Best Practices & Benchmarking

There is no such thing as general Best Practice, only Good Practices that might be worth using as an indicator of possible practices in your department. Similarly, Benchmarks are not absolute truths. Care is needed in using both. Blind adoption of so-called best practices and blind acceptance of benchmarks is just plain stupid.

Best Practices, as defined by The Hackett Group, are proven, repeatable, documented techniques that deliver measurable performance improvements. The idea is that with proper processes, checks, and testing, a desired outcome can be delivered with fewer problems and unforeseen complications. Best practices can also be defined as the most efficient (least amount of effort) and effective (best results) way of accomplishing a task, based on repeatable procedures that have proven themselves over time for large numbers of people.

Best Practice sounds sensible but does it really make sense for your department, your company and your current situation? Care is needed because Best Practice is also as the way to repeat someone else's mistakes. The fact that a process, a strategy is accepted as Best Practice doesn't make it automatically right for your department or your company, it could well cause problems. The lists and books on best practices don't remove the need to think through what is appropriate and sensible for your department or company.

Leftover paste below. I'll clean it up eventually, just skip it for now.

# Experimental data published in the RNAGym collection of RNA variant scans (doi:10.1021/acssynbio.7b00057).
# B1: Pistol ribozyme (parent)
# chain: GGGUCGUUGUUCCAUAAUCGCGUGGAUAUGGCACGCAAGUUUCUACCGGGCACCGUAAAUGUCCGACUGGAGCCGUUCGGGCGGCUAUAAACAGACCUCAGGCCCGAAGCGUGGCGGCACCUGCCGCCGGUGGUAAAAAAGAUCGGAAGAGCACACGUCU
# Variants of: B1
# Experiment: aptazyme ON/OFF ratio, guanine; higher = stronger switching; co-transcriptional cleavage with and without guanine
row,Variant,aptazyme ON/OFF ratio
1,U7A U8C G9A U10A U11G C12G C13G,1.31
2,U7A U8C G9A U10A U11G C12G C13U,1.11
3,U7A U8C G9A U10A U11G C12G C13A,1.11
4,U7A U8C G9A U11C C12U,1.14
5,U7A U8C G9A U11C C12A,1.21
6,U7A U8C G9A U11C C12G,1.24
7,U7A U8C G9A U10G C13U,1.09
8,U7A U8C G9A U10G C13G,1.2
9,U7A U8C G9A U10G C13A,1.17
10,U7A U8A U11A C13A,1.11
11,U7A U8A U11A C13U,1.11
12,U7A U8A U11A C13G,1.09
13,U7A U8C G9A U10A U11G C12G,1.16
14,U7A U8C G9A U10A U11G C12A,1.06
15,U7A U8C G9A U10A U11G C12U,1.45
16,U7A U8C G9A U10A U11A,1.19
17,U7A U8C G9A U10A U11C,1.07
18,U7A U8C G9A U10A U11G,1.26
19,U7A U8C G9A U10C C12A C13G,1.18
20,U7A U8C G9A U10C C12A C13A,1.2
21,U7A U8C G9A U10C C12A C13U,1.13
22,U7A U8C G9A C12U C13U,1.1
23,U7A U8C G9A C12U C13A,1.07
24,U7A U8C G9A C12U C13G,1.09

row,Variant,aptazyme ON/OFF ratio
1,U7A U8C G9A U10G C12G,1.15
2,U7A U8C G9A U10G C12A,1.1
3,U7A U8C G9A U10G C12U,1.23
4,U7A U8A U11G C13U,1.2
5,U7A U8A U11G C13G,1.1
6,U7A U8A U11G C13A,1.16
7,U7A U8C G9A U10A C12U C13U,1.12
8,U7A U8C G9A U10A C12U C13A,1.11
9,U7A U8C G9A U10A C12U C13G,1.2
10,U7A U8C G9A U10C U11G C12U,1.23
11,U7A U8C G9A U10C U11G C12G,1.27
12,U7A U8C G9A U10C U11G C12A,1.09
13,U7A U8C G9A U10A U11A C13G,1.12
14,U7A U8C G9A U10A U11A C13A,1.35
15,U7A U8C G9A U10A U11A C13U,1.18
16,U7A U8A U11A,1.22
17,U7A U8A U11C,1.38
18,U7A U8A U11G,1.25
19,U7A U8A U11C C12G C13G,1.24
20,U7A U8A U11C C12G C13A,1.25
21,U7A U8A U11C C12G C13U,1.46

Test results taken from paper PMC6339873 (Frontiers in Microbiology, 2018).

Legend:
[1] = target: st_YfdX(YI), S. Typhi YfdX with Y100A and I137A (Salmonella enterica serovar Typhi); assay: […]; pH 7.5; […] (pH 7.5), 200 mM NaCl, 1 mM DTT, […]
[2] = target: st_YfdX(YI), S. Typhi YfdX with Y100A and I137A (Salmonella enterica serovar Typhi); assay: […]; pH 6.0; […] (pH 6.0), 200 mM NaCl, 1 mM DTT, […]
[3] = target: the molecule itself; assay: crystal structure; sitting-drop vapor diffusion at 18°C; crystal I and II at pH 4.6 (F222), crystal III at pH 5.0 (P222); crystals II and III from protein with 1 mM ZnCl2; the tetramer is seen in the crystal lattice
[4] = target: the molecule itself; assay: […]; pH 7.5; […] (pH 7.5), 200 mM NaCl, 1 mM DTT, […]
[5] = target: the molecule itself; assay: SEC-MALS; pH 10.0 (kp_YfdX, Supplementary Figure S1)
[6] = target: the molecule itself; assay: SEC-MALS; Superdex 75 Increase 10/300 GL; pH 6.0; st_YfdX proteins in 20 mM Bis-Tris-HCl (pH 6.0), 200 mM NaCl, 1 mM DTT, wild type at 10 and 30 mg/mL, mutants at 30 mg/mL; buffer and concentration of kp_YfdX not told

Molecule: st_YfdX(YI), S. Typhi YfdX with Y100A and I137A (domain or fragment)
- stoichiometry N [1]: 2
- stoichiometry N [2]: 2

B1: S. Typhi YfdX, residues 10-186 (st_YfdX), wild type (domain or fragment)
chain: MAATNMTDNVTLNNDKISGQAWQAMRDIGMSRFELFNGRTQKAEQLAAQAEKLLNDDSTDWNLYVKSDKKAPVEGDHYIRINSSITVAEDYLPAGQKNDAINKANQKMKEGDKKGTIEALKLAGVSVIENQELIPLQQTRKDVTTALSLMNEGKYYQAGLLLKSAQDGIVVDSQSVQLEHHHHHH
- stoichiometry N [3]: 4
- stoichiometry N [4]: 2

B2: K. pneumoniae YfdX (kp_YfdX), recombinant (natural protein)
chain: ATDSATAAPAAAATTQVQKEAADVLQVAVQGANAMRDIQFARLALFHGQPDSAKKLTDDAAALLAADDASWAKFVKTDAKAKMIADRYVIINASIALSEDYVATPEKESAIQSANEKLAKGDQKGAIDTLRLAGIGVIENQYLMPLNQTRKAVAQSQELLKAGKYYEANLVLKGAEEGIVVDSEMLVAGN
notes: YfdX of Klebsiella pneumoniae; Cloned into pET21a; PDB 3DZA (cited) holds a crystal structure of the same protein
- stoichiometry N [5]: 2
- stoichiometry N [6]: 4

Benchmarking is, according to Wikipedia, the process of comparing the cost, cycle time, productivity, or quality of a specific process or method to another. Essentially, benchmarking provides a snapshot of the performance of your business and helps you understand where you are in relation to a particular standard.

This also sounds very sensible, but care is needed in using published benchmarks on cash and treasury management strategy and operations. The fact that a benchmark analysis shows the cheapest processing costs for a transaction are half your company's costs or that the normal number of Full-Time Employees in the corporate treasury department in companies of your size are twice yours, could be good or bad. Benchmarks are only useful starting points for analysing your corporate treasury department's contribution and performance; they are not an absolute truth.

Benchmarks of performance are only an indication of how other corporate treasury departments or operations perform and are not necessarily what your department or strategy should be delivering.

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